While the coal industry has recently found a new champion in the form of US President Donald Trump, up until 2016 it was experiencing an ongoing transition as cleaner fuel sources in the US and other countries gained traction. Following its June 2015 launch, Javelin Global Commodities positioned itself as a ‘change agent’ for the coal markets to address this very issue. Since then, it has worked with producers, particularly in the US, to find new markets and restructure contracts to save money and increase operational efficiencies. “We go to our clients and ask how we can help them run their businesses better,” says Javelin’s London-based chief executive officer, Peter Bradley, a former head of bulk commodity trading at Goldman Sachs.
As a result of this approach, Javelin has grown its presence in the coal markets through deals in both the physical and financial markets. Working with a private equity-backed US power plant in Baltimore, Javelin materially reduced the plant’s costs by introducing new, cheaper types of coal, renegotiating its delivery contracts and entering into a long-term deal with the utility which allowed it to hedge the resulting power. “We essentially helped a power station refuel itself to operate in a lower power priced world,” Bradley says. “This is a great example of how to make a profit and lock in long-term stability for the plant.”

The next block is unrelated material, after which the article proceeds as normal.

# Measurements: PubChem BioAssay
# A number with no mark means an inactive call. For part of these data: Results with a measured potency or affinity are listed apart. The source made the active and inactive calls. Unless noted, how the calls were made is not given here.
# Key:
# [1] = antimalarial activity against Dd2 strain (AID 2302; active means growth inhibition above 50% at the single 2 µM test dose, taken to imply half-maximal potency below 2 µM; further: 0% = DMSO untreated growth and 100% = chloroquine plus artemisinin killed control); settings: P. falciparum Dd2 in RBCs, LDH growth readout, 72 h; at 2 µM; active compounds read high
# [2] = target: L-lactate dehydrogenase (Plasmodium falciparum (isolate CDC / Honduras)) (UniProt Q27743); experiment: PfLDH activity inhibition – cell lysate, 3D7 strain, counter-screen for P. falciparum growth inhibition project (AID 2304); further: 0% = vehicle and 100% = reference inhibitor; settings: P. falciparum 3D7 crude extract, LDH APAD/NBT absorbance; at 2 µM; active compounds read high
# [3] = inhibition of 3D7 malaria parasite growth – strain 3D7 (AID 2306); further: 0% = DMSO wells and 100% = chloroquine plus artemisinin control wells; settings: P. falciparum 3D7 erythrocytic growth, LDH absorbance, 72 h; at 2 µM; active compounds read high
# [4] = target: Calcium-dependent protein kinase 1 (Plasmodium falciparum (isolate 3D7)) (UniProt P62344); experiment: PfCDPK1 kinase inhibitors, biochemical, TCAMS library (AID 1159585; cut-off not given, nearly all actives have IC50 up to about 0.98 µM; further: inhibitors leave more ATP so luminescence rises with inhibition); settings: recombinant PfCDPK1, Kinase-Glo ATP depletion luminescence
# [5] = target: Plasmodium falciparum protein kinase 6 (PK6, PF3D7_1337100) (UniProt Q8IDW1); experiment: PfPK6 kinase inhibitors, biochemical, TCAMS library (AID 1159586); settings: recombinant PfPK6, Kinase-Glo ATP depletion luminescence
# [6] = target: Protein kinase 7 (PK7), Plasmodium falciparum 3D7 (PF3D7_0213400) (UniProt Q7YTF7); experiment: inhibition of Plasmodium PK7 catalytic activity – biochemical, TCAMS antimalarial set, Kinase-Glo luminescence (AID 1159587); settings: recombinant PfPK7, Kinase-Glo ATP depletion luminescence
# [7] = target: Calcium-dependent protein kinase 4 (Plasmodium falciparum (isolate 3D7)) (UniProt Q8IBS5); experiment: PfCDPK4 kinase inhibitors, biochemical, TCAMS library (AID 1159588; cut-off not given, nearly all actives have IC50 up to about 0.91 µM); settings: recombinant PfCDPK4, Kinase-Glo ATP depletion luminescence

Javelin’s clients, when interviewed by Energy Risk, agreed that its knowledge of global coal markets, its flexibility and pricing, and the creativity of its solutions put the trading house head and shoulders above the competition. And in its first full year of operations, Javelin’s clients certainly seemed to appreciate its attempts to bring about change. The trading house shipped 14.5 million tonnes of coal – more than quadrupling the three million tonnes shipped during its six months of operations in 2015. The company now has more than 70 trading partners, up from 40 in 2015, and it expanded into new markets last year via a long-term marketing agreement to export one million to two million tonnes of metallurgical coal. Javelin’s risk management activities also continued to grow throughout 2016 as it increased its pool of counterparties from four to 12 year-on-year, trading more than 25 million tonnes of coal derivatives (up from three million tonnes in 2015) and 55 million tonnes of iron ore derivatives (up from 14 million tonnes the previous year).
The week on Risk.net, July 14–20, 2017Receive this by email